Bitching. Moaning. Whining. Complaining. It’s all some people seem to do. It’s their identity and their attention-seeking mechanism. They’re quick to point out what sucks, what doesn’t work, why it’s never worked, and who’s to blame. They’re easy to spot because their language is laced with self-pity. They’re seemingly incapable of NOT living in the past.
News flash: There’s no nobility in this. There’s no redeeming value in choosing this lifestyle. And make no mistake… it IS a choice. It’s so easy to point fingers. It’s so easy to cry foul. It’s so terribly easy to be a victim… which is why so many do.
As an organizational leader (and I argue that we are ALL leaders of something, somewhere), I’m looking for those who have the courage to go against the grain. Those who have the balls to step-up, and come up with real solutions to real problems. Those who aren’t afraid to be objective about their part in past failures, but who also aren’t afraid to embrace change and to be badass about making things better.
Screw the doom-and-gloomers and the dream-stealers. Be a solution-seeker, or get the hell out of the way. Do it for your sake, and for all of our sakes… for fuck’s sake.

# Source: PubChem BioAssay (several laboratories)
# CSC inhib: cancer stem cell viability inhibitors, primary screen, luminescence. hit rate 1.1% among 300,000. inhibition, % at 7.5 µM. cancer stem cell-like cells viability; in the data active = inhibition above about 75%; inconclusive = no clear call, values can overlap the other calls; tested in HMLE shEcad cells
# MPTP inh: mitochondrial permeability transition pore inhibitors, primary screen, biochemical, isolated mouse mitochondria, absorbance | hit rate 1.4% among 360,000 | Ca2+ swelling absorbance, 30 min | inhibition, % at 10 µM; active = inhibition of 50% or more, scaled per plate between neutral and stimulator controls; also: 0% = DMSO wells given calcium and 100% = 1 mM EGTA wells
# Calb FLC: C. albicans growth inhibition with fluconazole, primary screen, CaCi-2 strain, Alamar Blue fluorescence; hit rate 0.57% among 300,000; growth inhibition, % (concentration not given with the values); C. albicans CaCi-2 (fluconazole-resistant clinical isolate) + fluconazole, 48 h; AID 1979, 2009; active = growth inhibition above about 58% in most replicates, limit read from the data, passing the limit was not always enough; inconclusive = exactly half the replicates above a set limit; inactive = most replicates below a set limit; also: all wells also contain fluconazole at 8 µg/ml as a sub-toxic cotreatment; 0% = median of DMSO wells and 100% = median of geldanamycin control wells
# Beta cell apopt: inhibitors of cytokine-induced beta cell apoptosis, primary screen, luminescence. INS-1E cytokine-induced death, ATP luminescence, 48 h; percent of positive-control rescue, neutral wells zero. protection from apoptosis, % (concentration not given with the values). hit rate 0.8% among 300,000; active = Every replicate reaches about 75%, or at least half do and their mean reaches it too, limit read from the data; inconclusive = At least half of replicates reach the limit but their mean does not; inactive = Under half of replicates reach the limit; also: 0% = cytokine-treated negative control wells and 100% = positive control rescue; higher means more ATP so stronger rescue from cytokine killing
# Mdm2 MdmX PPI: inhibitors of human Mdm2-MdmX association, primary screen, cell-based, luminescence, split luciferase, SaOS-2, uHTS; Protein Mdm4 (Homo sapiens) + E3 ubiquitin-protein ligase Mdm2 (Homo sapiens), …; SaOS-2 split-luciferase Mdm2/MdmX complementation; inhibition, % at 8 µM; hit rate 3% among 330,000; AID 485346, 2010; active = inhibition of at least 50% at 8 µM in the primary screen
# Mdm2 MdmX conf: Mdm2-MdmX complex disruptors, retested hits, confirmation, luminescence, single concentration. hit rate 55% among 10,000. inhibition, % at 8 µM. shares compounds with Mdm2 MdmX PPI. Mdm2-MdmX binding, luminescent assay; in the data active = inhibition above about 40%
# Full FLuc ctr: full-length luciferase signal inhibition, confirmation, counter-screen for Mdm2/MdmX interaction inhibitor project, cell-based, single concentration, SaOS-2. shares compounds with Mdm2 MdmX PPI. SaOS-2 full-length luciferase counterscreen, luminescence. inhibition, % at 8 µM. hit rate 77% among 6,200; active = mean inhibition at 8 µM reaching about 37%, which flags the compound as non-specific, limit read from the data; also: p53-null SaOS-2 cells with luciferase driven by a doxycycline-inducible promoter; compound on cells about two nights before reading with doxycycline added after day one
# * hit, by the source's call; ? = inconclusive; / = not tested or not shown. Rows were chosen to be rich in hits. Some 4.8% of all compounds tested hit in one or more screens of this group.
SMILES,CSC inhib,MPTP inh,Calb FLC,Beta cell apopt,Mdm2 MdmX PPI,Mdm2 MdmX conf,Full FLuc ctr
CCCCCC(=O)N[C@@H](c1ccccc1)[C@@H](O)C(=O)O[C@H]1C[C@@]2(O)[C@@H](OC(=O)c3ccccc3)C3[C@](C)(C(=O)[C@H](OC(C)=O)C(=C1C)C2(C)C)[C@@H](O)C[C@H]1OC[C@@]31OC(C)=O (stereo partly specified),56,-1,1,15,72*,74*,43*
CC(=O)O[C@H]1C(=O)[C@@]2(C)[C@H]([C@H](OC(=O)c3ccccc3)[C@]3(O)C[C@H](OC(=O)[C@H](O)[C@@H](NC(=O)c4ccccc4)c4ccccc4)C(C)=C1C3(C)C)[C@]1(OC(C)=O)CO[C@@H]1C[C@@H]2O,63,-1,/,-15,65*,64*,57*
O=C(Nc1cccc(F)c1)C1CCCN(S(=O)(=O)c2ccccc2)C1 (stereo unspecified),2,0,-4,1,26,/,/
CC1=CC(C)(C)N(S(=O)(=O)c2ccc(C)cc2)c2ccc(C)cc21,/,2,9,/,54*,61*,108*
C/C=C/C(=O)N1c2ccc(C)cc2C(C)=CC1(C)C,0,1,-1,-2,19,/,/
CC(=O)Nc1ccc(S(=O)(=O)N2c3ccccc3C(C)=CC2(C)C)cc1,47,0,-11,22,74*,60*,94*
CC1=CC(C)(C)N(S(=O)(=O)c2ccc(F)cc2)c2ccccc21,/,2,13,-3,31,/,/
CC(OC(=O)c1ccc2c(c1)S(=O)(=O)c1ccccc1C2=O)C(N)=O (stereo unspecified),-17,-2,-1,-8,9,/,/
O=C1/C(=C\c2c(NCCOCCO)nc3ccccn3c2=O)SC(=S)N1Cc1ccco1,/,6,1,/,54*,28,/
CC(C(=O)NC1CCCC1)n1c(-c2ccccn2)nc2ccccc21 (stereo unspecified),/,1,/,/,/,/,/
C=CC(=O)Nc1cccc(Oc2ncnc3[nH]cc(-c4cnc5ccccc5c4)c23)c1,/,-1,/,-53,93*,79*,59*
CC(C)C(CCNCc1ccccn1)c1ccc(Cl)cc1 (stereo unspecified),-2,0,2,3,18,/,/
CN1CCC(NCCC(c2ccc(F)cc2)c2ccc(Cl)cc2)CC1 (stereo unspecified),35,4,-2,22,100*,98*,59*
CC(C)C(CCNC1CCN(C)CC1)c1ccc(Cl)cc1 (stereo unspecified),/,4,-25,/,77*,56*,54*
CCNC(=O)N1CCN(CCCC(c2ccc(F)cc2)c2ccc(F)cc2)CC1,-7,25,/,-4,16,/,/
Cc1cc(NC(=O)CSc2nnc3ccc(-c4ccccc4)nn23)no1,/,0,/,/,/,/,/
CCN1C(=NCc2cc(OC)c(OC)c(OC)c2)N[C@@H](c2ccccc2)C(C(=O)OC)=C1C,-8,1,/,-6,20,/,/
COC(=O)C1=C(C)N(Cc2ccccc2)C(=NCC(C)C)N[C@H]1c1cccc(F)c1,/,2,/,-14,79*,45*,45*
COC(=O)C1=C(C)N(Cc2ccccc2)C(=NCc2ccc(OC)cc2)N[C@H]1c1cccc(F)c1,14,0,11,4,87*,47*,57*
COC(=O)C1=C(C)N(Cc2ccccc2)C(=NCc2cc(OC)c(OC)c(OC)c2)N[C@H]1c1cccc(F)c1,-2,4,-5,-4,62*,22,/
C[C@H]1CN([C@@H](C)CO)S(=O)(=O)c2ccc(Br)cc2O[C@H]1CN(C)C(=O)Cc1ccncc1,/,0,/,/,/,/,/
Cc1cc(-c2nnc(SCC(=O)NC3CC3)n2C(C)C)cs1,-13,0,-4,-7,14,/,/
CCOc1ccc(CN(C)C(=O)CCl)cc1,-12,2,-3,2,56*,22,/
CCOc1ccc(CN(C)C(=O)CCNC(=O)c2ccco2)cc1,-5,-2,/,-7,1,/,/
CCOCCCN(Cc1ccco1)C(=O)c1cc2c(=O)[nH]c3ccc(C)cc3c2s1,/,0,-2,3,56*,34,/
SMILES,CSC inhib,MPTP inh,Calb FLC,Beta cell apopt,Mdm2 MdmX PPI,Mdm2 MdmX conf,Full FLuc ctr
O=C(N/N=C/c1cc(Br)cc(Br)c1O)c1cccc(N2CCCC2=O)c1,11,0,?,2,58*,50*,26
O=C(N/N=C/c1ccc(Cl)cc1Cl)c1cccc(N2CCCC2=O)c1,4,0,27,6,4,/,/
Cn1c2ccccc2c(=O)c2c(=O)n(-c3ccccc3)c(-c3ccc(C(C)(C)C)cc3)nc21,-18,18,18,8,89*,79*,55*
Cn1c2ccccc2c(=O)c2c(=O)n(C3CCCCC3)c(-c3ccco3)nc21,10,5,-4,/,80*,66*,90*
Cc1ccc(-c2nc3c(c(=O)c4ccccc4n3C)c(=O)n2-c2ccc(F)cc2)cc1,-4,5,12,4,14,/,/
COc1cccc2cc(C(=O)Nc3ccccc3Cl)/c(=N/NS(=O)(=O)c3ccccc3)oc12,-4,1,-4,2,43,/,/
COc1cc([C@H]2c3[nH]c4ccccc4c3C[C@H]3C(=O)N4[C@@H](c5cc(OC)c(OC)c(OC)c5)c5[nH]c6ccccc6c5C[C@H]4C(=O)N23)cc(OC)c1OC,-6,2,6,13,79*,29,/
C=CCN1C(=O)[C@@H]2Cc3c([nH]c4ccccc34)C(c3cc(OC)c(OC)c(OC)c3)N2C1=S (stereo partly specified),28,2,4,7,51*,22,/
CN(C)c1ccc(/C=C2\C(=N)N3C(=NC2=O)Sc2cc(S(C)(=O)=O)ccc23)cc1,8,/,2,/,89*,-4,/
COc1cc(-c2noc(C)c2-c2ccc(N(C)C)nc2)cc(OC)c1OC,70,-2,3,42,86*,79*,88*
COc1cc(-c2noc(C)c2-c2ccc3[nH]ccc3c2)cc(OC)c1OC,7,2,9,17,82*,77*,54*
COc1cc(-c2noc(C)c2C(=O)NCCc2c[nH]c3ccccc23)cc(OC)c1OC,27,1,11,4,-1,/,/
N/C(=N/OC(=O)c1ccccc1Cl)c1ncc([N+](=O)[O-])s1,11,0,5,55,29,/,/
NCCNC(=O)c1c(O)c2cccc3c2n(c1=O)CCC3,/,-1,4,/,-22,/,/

Do things happen for a reason, or do reasons make things happen? Read it again. It’s not word play. It’s the difference between fatalism (i.e. powerlessness) and determinism (i.e. cause & effect). In psychology, it’s referred to as locus of control (and is divided into external vs. internal LOC).
Those who operate with a largely external locus of control seemingly surrender much of their outcomes to other people, places, and things around them and come off as victims. You know, it’s the boss, the spouse, the economy, the government’s fault for why things are as they are… But those who operate with a largely internal locus of control assume the primary responsibility for the outcomes of their lives as the product of the actions THEY take. It’s not someone, or something else’s “fault” for their circumstances or outcomes. I used to tell students in my Psychology classes: “if you get an A in this class, it’s your fault…” Win or lose, it’s on them. Far from victims, they are victors in the truest sense. This is how I’ve always chosen to live. And choosing the alternative is not really living at all. It’s not too late to make a different choice. It never is…
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